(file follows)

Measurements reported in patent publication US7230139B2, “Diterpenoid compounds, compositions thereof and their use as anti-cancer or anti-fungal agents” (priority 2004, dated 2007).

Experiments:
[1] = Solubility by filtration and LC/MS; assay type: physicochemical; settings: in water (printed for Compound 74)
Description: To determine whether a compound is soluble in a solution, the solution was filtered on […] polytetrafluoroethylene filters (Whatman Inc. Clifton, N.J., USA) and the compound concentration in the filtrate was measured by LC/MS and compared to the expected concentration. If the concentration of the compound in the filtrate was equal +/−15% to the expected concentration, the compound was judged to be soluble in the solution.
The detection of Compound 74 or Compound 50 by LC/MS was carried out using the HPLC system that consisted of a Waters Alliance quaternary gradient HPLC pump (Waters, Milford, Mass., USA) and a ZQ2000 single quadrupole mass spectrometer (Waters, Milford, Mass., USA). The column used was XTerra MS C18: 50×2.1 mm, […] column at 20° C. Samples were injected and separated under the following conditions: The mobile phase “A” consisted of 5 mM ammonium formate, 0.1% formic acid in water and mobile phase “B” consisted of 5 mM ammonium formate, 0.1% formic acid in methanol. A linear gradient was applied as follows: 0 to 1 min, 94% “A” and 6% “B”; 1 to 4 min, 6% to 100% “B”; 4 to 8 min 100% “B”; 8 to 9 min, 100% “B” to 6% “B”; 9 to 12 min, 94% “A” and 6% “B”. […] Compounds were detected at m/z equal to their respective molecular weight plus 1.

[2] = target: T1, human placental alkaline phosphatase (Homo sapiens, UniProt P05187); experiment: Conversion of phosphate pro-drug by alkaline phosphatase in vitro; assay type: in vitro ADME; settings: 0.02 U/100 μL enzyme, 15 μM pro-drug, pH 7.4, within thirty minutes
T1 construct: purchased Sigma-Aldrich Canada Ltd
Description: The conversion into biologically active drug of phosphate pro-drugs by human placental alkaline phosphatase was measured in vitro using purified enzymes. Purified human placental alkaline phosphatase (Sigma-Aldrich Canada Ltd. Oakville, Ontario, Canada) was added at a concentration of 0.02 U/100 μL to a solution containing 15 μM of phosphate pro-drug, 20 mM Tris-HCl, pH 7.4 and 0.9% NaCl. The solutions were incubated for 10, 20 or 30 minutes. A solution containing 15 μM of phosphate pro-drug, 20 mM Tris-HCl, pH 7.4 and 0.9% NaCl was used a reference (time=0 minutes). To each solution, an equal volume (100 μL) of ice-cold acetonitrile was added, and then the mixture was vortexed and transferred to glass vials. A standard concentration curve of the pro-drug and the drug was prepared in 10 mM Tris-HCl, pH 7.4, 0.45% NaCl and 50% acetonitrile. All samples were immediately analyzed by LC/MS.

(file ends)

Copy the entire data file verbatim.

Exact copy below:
Measurements reported in patent publication US7230139B2, “Diterpenoid compounds, compositions thereof and their use as anti-cancer or anti-fungal agents” (priority 2004, dated 2007).

Experiments:
[1] = Solubility by filtration and LC/MS; assay type: physicochemical; settings: in water (printed for Compound 74)
Description: To determine whether a compound is soluble in a solution, the solution was filtered on […] polytetrafluoroethylene filters (Whatman Inc. Clifton, N.J., USA) and the compound concentration in the filtrate was measured by LC/MS and compared to the expected concentration. If the concentration of the compound in the filtrate was equal +/−15% to the expected concentration, the compound was judged to be soluble in the solution.
The detection of Compound 74 or Compound 50 by LC/MS was carried out using the HPLC system that consisted of a Waters Alliance quaternary gradient HPLC pump (Waters, Milford, Mass., USA) and a ZQ2000 single quadrupole mass spectrometer (Waters, Milford, Mass., USA). The column used was XTerra MS C18: 50×2.1 mm, […] column at 20° C. Samples were injected and separated under the following conditions: The mobile phase “A” consisted of 5 mM ammonium formate, 0.1% formic acid in water and mobile phase “B” consisted of 5 mM ammonium formate, 0.1% formic acid in methanol. A linear gradient was applied as follows: 0 to 1 min, 94% “A” and 6% “B”; 1 to 4 min, 6% to 100% “B”; 4 to 8 min 100% “B”; 8 to 9 min, 100% “B” to 6% “B”; 9 to 12 min, 94% “A” and 6% “B”. […] Compounds were detected at m/z equal to their respective molecular weight plus 1.

[2] = target: T1, human placental alkaline phosphatase (Homo sapiens, UniProt P05187); experiment: Conversion of phosphate pro-drug by alkaline phosphatase in vitro; assay type: in vitro ADME; settings: 0.02 U/100 μL enzyme, 15 μM pro-drug, pH 7.4, within thirty minutes
T1 construct: purchased Sigma-Aldrich Canada Ltd
Description: The conversion into biologically active drug of phosphate pro-drugs by human placental alkaline phosphatase was measured in vitro using purified enzymes. Purified human placental alkaline phosphatase (Sigma-Aldrich Canada Ltd. Oakville, Ontario, Canada) was added at a concentration of 0.02 U/100 μL to a solution containing 15 μM of phosphate pro-drug, 20 mM Tris-HCl, pH 7.4 and 0.9% NaCl. The solutions were incubated for 10, 20 or 30 minutes. A solution containing 15 μM of phosphate pro-drug, 20 mM Tris-HCl, pH 7.4 and 0.9% NaCl was used a reference (time=0 minutes). To each solution, an equal volume (100 μL) of ice-cold acetonitrile was added, and then the mixture was vortexed and transferred to glass vials. A standard concentration curve of the pro-drug and the drug was prepared in 10 mM Tris-HCl, pH 7.4, 0.45% NaCl and 50% acetonitrile. All samples were immediately analyzed by LC/MS.